My other favorite source for breaking news, the New York Times’s Lede Blog, has ceased operation. The Times still periodically does live coverage of breaking news, though, often aggregating links to other news coverage of the event in question. In this case, I couldn’t find live coverage at the Times, though they did link to the Sydney Morning Herald’s live updates.

“AfroMaidan” and other foreign media perspectives on Ferguson

Screenshot of Svobodnaya Pressa article calling Ferguson protests "Afromaidan." Article date: Aug. 13, 2014. Screenshot Nov. 25, 2014.
Screenshot of Svobodnaya Pressa article calling Ferguson protests “Afromaidan.” Article date: Aug. 13, 2014. Screenshot Nov. 25, 2014.

It’s always fascinating to see a foreign perspective on domestic news, and Ferguson is no exception. A number of news outlets have collected observations, some recent and some from August, on how the press outside of the US is covering the events that have unfolded since Michael Brown’s killing by a police officer in Ferguson, Missouri. Predictably, some Russian state media have taken an opportunity to skewer the US, saying the protests are a sign of a coming race war. In August, for instance, Svobodnaya Pressa called the protests “AfroMaidan” (a reference to Euromaidan) with a subhed saying that the events are lesson for the world in American-style democracy (screenshot above). Max Seddon, writing for Buzzfeed and who you should follow on twitter if you’re interested in Russia, has another good roundup of Russian coverage of Ferguson, including translations of Russian memes and online jokes about the events.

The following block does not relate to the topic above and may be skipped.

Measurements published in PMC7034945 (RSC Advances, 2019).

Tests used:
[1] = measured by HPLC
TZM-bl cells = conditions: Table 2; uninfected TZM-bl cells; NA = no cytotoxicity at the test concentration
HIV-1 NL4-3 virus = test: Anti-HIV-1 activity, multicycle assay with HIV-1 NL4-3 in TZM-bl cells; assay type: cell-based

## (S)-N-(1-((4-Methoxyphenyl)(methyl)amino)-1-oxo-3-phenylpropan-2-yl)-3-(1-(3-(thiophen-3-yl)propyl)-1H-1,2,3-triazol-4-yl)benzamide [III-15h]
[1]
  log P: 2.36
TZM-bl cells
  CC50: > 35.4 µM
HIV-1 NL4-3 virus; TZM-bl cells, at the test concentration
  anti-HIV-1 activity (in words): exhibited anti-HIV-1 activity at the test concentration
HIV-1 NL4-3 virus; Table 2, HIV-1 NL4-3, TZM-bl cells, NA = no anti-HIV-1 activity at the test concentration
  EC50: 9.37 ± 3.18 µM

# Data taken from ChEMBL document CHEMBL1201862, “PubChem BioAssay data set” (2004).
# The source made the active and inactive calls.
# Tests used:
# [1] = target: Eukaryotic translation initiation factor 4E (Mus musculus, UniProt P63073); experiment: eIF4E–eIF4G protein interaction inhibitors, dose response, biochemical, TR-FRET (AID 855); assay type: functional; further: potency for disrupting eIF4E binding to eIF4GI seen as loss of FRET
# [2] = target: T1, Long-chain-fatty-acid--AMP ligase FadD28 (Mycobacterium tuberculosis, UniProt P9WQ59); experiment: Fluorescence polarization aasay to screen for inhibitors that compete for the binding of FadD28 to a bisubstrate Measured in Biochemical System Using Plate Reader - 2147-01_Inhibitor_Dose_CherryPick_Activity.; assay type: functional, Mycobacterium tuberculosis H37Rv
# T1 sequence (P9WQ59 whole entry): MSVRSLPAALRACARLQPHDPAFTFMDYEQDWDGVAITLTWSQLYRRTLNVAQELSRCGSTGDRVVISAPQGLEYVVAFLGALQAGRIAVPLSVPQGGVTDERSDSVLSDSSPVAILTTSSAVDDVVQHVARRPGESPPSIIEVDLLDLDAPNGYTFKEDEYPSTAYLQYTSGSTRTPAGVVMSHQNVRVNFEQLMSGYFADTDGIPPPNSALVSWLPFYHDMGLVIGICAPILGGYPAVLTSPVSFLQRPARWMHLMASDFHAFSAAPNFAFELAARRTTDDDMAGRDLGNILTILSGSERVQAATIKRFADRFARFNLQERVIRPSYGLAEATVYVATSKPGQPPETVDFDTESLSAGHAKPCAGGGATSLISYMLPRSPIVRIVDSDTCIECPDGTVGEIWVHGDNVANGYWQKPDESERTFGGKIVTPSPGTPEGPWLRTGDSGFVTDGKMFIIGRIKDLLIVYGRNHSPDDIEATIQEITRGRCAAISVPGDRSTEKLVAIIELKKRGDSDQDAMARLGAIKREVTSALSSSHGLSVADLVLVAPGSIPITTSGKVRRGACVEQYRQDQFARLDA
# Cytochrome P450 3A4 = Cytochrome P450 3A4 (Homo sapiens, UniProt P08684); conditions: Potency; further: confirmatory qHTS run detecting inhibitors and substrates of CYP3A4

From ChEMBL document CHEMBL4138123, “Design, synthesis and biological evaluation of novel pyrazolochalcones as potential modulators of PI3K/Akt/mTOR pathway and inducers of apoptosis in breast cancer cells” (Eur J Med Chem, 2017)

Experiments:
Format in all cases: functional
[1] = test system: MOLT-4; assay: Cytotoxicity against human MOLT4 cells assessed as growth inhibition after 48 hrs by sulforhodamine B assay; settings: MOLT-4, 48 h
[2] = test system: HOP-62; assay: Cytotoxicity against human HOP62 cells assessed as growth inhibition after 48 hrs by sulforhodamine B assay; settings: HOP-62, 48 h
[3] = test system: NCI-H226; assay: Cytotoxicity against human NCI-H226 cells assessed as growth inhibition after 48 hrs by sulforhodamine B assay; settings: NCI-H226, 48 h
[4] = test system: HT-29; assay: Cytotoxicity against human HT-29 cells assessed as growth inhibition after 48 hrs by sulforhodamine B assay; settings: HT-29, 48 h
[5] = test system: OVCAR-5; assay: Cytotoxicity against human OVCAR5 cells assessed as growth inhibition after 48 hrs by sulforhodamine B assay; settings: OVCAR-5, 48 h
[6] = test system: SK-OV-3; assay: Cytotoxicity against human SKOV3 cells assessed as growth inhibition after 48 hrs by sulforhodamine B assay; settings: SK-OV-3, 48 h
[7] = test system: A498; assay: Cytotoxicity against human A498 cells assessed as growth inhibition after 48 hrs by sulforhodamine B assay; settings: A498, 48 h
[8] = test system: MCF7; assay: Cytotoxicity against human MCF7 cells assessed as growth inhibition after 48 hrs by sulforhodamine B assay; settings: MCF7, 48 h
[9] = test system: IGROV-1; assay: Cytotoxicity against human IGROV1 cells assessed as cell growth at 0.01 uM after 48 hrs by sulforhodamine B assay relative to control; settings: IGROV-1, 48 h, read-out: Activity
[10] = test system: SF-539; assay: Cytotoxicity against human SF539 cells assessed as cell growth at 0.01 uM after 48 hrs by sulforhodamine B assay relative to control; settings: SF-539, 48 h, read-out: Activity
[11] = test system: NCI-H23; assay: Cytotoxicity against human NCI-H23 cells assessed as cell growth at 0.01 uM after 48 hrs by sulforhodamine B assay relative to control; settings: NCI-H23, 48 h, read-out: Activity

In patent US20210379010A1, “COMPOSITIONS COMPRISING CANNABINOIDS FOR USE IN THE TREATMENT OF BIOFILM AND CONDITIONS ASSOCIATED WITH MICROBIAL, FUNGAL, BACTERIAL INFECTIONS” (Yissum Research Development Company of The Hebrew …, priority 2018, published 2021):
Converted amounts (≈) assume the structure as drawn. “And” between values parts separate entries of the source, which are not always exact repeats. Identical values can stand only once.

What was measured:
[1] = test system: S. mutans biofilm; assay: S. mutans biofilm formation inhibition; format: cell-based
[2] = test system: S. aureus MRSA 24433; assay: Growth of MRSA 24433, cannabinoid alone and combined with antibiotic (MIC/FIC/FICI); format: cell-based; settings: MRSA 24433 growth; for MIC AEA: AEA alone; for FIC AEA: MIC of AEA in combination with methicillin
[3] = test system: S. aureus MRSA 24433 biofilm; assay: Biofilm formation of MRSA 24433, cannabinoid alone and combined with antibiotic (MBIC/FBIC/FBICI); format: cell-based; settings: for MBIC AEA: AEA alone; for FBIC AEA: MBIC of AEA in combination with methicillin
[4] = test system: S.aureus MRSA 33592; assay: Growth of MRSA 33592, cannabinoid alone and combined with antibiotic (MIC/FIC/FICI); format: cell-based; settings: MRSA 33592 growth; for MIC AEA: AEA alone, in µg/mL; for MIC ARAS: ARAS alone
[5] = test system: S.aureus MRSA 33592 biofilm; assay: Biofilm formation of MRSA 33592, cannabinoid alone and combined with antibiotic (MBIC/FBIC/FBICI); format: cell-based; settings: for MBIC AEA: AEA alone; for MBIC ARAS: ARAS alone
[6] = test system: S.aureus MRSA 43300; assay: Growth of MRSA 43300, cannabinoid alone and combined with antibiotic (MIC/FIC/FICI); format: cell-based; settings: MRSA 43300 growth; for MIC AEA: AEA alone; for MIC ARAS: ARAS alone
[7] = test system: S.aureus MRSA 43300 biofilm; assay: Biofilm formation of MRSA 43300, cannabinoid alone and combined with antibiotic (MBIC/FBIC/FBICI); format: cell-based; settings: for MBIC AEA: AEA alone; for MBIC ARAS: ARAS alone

Buzzfeed translation of Russian nationalist joke about Ferguson protests.
Buzzfeed translation of Russian nationalist joke about Ferguson protests.

According to the Washington Post, British publications have sent their war correspondents to cover Ferguson and they’ve drawn comparison to police response after 2011 riots in London (wiki). And the LA Times and Hollywood Reporter look at coverage from China, England, Russia, Japan, and Germany, though the Washington Post has better links to original reporting from those countries. In addition to the countries already mentioned, Al Jazeera shows what the media in Turkey, India, and elsewhere, have said about Ferguson.

Foreign Policy’s coverage of how Ferguson is covered from afar should not be missed, also. The piece offers a historical perspective, looking at how worldwide media, including the African press, covered early civil rights protests in Birmingham, Alabama.

Slate has a short piece on China and Iran’s coverage (here are English versions of heavy Iran coverage), which linked to the Wall Street Journal’s look at how China’s government has commented on Ferguson.

Related: Here’s Vox’s take on how US media might cover Ferguson if it happened in another country. The piece is in the same vein as Slate’s excellent “If It Happened There” series, which has a new entry today: America’s Annual Festival Pilgrimage Begins. Another photographer has been arrested while covering the news in Ferguson. And be sure to check out my previous posts on Ferguson: Court orders Ferguson police not to interfere with photographers and Ferguson: a fascinating and troubling study of visual politics, race, the police, and the media.